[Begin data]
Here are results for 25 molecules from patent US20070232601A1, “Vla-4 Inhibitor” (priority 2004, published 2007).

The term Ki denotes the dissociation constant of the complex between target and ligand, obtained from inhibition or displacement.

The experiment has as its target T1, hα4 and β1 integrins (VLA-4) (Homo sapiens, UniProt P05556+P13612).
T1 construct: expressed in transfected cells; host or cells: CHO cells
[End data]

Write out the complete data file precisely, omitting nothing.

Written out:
Here are results for 25 molecules from patent US20070232601A1, “Vla-4 Inhibitor” (priority 2004, published 2007).

The term Ki denotes the dissociation constant of the complex between target and ligand, obtained from inhibition or displacement.

The experiment has as its target T1, hα4 and β1 integrins (VLA-4) (Homo sapiens, UniProt P05556+P13612).
T1 construct: expressed in transfected cells; host or cells: CHO cells